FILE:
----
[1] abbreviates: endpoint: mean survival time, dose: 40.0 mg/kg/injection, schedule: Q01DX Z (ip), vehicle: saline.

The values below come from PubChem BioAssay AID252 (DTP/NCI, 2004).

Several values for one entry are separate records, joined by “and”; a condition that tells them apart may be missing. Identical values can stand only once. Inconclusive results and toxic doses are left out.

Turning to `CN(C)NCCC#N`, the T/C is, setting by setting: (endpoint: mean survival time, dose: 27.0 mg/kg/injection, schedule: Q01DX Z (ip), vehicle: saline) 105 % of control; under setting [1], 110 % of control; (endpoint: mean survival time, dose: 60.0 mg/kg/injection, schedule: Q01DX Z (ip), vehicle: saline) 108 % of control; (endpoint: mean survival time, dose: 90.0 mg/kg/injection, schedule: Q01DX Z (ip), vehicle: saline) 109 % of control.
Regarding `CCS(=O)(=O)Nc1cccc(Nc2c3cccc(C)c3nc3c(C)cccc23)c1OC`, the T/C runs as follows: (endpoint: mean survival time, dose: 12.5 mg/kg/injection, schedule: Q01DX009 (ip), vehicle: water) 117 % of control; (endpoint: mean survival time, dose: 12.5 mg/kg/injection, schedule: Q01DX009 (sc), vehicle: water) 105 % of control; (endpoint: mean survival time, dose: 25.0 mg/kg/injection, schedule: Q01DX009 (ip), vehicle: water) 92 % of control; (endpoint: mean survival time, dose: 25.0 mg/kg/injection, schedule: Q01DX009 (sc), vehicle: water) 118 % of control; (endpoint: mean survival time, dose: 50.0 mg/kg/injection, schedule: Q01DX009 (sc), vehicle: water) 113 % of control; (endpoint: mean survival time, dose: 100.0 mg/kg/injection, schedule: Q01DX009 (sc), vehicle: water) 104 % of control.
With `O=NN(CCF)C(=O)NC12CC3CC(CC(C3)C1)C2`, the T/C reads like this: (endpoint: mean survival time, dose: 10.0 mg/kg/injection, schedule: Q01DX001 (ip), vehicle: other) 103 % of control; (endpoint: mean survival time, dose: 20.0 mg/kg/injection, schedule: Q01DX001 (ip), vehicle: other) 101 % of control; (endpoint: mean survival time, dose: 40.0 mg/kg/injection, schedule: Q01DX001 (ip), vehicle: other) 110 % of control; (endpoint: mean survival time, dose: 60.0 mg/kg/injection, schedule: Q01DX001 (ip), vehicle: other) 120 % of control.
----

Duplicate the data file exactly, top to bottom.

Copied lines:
[1] abbreviates: endpoint: mean survival time, dose: 40.0 mg/kg/injection, schedule: Q01DX Z (ip), vehicle: saline.

The values below come from PubChem BioAssay AID252 (DTP/NCI, 2004).

Several values for one entry are separate records, joined by “and”; a condition that tells them apart may be missing. Identical values can stand only once. Inconclusive results and toxic doses are left out.

Turning to `CN(C)NCCC#N`, the T/C is, setting by setting: (endpoint: mean survival time, dose: 27.0 mg/kg/injection, schedule: Q01DX Z (ip), vehicle: saline) 105 % of control; under setting [1], 110 % of control; (endpoint: mean survival time, dose: 60.0 mg/kg/injection, schedule: Q01DX Z (ip), vehicle: saline) 108 % of control; (endpoint: mean survival time, dose: 90.0 mg/kg/injection, schedule: Q01DX Z (ip), vehicle: saline) 109 % of control.
Regarding `CCS(=O)(=O)Nc1cccc(Nc2c3cccc(C)c3nc3c(C)cccc23)c1OC`, the T/C runs as follows: (endpoint: mean survival time, dose: 12.5 mg/kg/injection, schedule: Q01DX009 (ip), vehicle: water) 117 % of control; (endpoint: mean survival time, dose: 12.5 mg/kg/injection, schedule: Q01DX009 (sc), vehicle: water) 105 % of control; (endpoint: mean survival time, dose: 25.0 mg/kg/injection, schedule: Q01DX009 (ip), vehicle: water) 92 % of control; (endpoint: mean survival time, dose: 25.0 mg/kg/injection, schedule: Q01DX009 (sc), vehicle: water) 118 % of control; (endpoint: mean survival time, dose: 50.0 mg/kg/injection, schedule: Q01DX009 (sc), vehicle: water) 113 % of control; (endpoint: mean survival time, dose: 100.0 mg/kg/injection, schedule: Q01DX009 (sc), vehicle: water) 104 % of control.
With `O=NN(CCF)C(=O)NC12CC3CC(CC(C3)C1)C2`, the T/C reads like this: (endpoint: mean survival time, dose: 10.0 mg/kg/injection, schedule: Q01DX001 (ip), vehicle: other) 103 % of control; (endpoint: mean survival time, dose: 20.0 mg/kg/injection, schedule: Q01DX001 (ip), vehicle: other) 101 % of control; (endpoint: mean survival time, dose: 40.0 mg/kg/injection, schedule: Q01DX001 (ip), vehicle: other) 110 % of control; (endpoint: mean survival time, dose: 60.0 mg/kg/injection, schedule: Q01DX001 (ip), vehicle: other) 120 % of control.